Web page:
The Cost of Quick Fix

Every day as I scroll through my social media feed,I see "trainers" offering services that provide dramatic change in
just one session, "quickly stop your large dog from pulling", " get the focus you want instantly", "stop that barking today"...and so on. 

It's clickbait just like those ads that tell youthey can show you how to “earn 5 figures a month with this new method” or can help you “lose 5 stone by adding this one thing to your diet”. 

To actually achieve real change that stands the test of time we need to invest time and effort and deep down we all know that. Sure, we can make short-term changes that initially show results but maintaining that change requires commitment and consistency. 

When you see dramatic changes in the behaviour of a dog happen apparently instantly or overnight this should raise a red flag. How is this being achieved? 

If it's with the use of a piece of equipment, such as choke chain, prong collar, spray collar, shock collar or with leash jerks and alpha rolls, then the answer is by using force, fear and/or pain.

“But it works! (and I only had to spray, choke or electrocute my dog once). My dog still wears the collar, but I don't actually use it anymore.” 

*Trigger warning. Reference to domestic abuse. 

If you haven't witnessed domestic violence in reallife, then you will have watched a movie where the battered wife walks on eggshells around her abusive husband for fear of getting something wrong. He tells her he loves her and buys her expensive gifts but she knows that one mistake could set him off and result in a beating. 

We all know this is wrong. We all know this isn't true love. Yet everyday this is exactly how someone is treating their dog. These dogs rarely properly relax around these humans or when wearing these devices because they know something bad could happen at any moment. 

Training ethically takes time and effort and depending on what you’re working on changes generally won't happen instantly but do happen quickly enough provided you're willing to invest time and effort into your training.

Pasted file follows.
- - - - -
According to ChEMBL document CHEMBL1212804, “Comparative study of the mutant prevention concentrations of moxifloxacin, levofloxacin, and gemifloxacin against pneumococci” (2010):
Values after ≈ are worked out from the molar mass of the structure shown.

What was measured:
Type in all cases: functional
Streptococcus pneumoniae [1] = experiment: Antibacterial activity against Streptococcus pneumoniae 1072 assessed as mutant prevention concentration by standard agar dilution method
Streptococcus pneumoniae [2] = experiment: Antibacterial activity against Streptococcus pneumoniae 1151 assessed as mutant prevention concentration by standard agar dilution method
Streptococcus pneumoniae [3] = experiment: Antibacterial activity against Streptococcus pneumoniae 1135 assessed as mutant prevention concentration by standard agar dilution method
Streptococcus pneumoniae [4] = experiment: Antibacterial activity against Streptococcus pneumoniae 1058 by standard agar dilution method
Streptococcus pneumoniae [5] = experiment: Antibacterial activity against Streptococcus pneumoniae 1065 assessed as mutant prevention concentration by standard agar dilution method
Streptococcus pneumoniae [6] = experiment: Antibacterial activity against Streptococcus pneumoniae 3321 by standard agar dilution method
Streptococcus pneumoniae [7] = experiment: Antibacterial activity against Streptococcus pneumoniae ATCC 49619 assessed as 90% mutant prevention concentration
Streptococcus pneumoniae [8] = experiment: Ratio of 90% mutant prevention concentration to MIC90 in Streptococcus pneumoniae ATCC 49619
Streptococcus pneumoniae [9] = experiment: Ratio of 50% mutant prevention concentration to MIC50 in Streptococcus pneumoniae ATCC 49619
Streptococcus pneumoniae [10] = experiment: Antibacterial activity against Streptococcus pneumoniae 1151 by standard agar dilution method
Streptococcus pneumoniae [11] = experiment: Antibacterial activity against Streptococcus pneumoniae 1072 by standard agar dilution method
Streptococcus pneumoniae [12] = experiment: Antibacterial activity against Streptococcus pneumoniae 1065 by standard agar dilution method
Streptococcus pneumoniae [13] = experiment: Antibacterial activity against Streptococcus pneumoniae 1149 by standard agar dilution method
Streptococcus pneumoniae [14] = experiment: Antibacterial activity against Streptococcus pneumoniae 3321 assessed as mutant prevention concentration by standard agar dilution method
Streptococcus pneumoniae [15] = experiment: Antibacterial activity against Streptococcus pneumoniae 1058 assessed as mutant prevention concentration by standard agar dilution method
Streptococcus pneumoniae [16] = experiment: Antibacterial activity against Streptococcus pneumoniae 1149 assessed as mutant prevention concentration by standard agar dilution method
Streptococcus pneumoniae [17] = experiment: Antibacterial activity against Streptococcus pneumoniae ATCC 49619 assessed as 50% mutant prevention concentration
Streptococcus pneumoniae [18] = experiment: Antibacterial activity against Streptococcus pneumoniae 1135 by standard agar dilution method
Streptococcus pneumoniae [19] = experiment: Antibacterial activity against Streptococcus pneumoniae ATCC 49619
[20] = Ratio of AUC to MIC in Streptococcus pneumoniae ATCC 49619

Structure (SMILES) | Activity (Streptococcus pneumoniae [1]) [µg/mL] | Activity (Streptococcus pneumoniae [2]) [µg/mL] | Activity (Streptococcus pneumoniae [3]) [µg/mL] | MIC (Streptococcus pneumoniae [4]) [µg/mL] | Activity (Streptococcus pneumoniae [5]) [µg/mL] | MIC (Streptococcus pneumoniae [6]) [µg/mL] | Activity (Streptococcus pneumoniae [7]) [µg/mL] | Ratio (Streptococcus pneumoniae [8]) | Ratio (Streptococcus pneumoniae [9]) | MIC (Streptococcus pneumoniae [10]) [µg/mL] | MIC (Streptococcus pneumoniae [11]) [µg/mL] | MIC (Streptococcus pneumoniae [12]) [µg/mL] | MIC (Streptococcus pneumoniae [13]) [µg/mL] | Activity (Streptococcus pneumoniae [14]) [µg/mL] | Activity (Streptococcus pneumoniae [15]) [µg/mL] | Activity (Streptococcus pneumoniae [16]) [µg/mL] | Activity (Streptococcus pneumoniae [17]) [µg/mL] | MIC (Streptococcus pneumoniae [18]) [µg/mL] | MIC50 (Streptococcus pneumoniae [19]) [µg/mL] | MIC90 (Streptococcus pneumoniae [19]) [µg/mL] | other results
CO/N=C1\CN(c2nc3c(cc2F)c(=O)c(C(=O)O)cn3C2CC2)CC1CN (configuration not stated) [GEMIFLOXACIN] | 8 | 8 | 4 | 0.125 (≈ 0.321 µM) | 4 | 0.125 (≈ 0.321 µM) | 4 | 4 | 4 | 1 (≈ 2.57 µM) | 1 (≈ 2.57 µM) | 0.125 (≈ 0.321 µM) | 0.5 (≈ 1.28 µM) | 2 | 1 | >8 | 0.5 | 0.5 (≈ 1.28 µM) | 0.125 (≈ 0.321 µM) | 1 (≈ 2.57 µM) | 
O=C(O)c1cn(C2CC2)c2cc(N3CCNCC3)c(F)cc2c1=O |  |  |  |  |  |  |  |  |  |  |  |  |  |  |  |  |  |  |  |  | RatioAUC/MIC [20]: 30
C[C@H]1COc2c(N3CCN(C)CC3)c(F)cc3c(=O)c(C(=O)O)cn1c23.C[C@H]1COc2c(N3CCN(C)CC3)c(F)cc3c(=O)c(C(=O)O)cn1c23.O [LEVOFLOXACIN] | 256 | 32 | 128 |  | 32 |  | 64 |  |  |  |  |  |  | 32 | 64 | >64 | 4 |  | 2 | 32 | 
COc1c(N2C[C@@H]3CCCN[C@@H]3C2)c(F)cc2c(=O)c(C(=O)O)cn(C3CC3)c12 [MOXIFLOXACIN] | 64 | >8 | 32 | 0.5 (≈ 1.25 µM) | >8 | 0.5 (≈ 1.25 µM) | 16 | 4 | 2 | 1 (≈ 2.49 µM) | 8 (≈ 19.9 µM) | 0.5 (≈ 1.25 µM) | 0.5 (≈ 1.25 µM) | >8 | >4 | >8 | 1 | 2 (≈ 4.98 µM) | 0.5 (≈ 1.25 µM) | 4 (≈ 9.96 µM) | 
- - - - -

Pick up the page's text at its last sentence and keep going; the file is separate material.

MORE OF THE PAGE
It's not sexy and it's not quick but it will last a lifetime and has the hidden benefit of simultaneously forging a better relationship with your dog without the unwanted fallout that occurs when using pain, force or fear. 

You see there is a hidden cost when you choose a quick fix. Remember the battered wife. How does she feel about her abuser, really? Sure, she has nice things and there are happy times, but she never knows when that's about to change. Like the dog wearing a choke, prong, spray or shock collar or the dog just waiting to be jerked or alpha rolled, they're both aware that everything could change in an instant. That's how this kind of training works using fear, the fear of being hurt. 

Experiencing that level of stress, fear, and suppression each day has not only a physical effect on the body but a mental
one too. A dog will either shut down and comply in a state of learned helplessness or the dog’s behaviour will escalate resulting in aggressive, sometimes dangerous, behaviour in a bid to make it stop and/or escape. 

Choosing to train ethically doesn’t mean you’re going to let your dog get away with murder. You might use management to stop your dog from being able to practice unwanted behaviour in conjunction with a training plan and you may even use punishment (which, for example, might look like moving away from your dog when they jump up) but it will NEVER involve, hurting, frightening or intimidating your dog and will usually be quickly followed up with some positive
reinforcement as soon as your dog gets it right. 

Resorting to violence in order to train a dog shows a massive gap in education and skill and if a “professional” trainer ever suggests you use these methods I would recommend cancelling their services and finding an ethical trainer instead, before they lay a hand on your dog.  

Thankfully, it is no longer acceptable to raise a hand to our children and spouses but when will that be true for the animals we live with and also call family?